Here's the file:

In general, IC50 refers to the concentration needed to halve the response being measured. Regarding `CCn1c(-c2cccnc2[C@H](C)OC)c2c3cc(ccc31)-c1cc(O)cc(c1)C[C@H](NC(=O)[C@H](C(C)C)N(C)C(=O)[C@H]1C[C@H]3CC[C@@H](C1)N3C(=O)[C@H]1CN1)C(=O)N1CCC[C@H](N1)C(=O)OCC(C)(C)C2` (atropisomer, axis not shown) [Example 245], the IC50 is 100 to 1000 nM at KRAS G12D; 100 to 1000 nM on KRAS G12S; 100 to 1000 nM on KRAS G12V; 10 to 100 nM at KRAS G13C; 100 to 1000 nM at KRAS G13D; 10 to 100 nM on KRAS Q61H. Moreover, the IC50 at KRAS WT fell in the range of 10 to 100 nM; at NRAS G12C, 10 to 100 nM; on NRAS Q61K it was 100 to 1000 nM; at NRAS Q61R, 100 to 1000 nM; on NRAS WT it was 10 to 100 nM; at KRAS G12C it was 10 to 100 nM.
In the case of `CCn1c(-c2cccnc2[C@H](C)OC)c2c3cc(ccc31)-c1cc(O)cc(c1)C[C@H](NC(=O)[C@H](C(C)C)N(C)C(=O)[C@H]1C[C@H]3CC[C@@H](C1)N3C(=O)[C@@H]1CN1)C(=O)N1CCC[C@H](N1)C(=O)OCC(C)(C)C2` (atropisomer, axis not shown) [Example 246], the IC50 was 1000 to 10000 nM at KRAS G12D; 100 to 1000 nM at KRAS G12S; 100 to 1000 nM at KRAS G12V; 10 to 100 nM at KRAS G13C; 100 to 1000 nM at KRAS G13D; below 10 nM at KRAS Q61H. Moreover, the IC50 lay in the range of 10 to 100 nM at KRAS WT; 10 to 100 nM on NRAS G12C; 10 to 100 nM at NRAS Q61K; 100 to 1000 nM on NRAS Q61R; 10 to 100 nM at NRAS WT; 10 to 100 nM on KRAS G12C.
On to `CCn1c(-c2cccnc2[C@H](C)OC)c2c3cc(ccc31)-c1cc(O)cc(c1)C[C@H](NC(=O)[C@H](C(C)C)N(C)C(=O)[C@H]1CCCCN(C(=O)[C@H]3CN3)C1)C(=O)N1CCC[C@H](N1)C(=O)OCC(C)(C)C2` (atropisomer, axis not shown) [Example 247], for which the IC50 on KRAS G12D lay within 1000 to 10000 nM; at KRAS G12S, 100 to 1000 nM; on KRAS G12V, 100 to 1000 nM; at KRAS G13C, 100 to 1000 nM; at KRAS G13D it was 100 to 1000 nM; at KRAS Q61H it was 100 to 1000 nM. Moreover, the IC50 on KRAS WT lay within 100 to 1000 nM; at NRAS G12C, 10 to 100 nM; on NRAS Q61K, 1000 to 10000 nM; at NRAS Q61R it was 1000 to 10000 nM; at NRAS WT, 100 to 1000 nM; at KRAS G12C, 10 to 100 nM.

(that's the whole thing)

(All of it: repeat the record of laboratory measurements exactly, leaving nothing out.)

In general, IC50 refers to the concentration needed to halve the response being measured. Regarding `CCn1c(-c2cccnc2[C@H](C)OC)c2c3cc(ccc31)-c1cc(O)cc(c1)C[C@H](NC(=O)[C@H](C(C)C)N(C)C(=O)[C@H]1C[C@H]3CC[C@@H](C1)N3C(=O)[C@H]1CN1)C(=O)N1CCC[C@H](N1)C(=O)OCC(C)(C)C2` (atropisomer, axis not shown) [Example 245], the IC50 is 100 to 1000 nM at KRAS G12D; 100 to 1000 nM on KRAS G12S; 100 to 1000 nM on KRAS G12V; 10 to 100 nM at KRAS G13C; 100 to 1000 nM at KRAS G13D; 10 to 100 nM on KRAS Q61H. Moreover, the IC50 at KRAS WT fell in the range of 10 to 100 nM; at NRAS G12C, 10 to 100 nM; on NRAS Q61K it was 100 to 1000 nM; at NRAS Q61R, 100 to 1000 nM; on NRAS WT it was 10 to 100 nM; at KRAS G12C it was 10 to 100 nM.
In the case of `CCn1c(-c2cccnc2[C@H](C)OC)c2c3cc(ccc31)-c1cc(O)cc(c1)C[C@H](NC(=O)[C@H](C(C)C)N(C)C(=O)[C@H]1C[C@H]3CC[C@@H](C1)N3C(=O)[C@@H]1CN1)C(=O)N1CCC[C@H](N1)C(=O)OCC(C)(C)C2` (atropisomer, axis not shown) [Example 246], the IC50 was 1000 to 10000 nM at KRAS G12D; 100 to 1000 nM at KRAS G12S; 100 to 1000 nM at KRAS G12V; 10 to 100 nM at KRAS G13C; 100 to 1000 nM at KRAS G13D; below 10 nM at KRAS Q61H. Moreover, the IC50 lay in the range of 10 to 100 nM at KRAS WT; 10 to 100 nM on NRAS G12C; 10 to 100 nM at NRAS Q61K; 100 to 1000 nM on NRAS Q61R; 10 to 100 nM at NRAS WT; 10 to 100 nM on KRAS G12C.
On to `CCn1c(-c2cccnc2[C@H](C)OC)c2c3cc(ccc31)-c1cc(O)cc(c1)C[C@H](NC(=O)[C@H](C(C)C)N(C)C(=O)[C@H]1CCCCN(C(=O)[C@H]3CN3)C1)C(=O)N1CCC[C@H](N1)C(=O)OCC(C)(C)C2` (atropisomer, axis not shown) [Example 247], for which the IC50 on KRAS G12D lay within 1000 to 10000 nM; at KRAS G12S, 100 to 1000 nM; on KRAS G12V, 100 to 1000 nM; at KRAS G13C, 100 to 1000 nM; at KRAS G13D it was 100 to 1000 nM; at KRAS Q61H it was 100 to 1000 nM. Moreover, the IC50 on KRAS WT lay within 100 to 1000 nM; at NRAS G12C, 10 to 100 nM; on NRAS Q61K, 1000 to 10000 nM; at NRAS Q61R it was 1000 to 10000 nM; at NRAS WT, 100 to 1000 nM; at KRAS G12C, 10 to 100 nM.